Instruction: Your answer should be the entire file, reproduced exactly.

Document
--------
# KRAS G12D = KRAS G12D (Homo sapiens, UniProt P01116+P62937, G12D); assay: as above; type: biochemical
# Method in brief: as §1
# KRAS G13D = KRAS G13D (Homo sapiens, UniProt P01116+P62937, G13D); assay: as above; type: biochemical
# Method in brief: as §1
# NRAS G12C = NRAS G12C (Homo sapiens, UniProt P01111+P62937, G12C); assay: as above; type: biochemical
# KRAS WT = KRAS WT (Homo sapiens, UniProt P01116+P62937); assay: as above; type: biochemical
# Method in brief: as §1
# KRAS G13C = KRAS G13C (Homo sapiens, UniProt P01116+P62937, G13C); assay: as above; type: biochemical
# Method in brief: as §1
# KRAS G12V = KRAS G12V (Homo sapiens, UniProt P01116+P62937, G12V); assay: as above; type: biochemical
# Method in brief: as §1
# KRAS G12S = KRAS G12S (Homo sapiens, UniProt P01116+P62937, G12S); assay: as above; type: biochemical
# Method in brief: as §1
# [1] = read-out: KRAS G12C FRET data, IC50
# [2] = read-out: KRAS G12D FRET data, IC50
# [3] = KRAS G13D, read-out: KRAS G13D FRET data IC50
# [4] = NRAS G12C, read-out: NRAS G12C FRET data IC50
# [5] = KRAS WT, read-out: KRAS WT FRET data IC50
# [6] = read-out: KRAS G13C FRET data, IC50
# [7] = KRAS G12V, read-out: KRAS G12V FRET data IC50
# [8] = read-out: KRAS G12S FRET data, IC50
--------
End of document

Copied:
# KRAS G12D = KRAS G12D (Homo sapiens, UniProt P01116+P62937, G12D); assay: as above; type: biochemical
# Method in brief: as §1
# KRAS G13D = KRAS G13D (Homo sapiens, UniProt P01116+P62937, G13D); assay: as above; type: biochemical
# Method in brief: as §1
# NRAS G12C = NRAS G12C (Homo sapiens, UniProt P01111+P62937, G12C); assay: as above; type: biochemical
# KRAS WT = KRAS WT (Homo sapiens, UniProt P01116+P62937); assay: as above; type: biochemical
# Method in brief: as §1
# KRAS G13C = KRAS G13C (Homo sapiens, UniProt P01116+P62937, G13C); assay: as above; type: biochemical
# Method in brief: as §1
# KRAS G12V = KRAS G12V (Homo sapiens, UniProt P01116+P62937, G12V); assay: as above; type: biochemical
# Method in brief: as §1
# KRAS G12S = KRAS G12S (Homo sapiens, UniProt P01116+P62937, G12S); assay: as above; type: biochemical
# Method in brief: as §1
# [1] = read-out: KRAS G12C FRET data, IC50
# [2] = read-out: KRAS G12D FRET data, IC50
# [3] = KRAS G13D, read-out: KRAS G13D FRET data IC50
# [4] = NRAS G12C, read-out: NRAS G12C FRET data IC50
# [5] = KRAS WT, read-out: KRAS WT FRET data IC50
# [6] = read-out: KRAS G13C FRET data, IC50
# [7] = KRAS G12V, read-out: KRAS G12V FRET data IC50
# [8] = read-out: KRAS G12S FRET data, IC50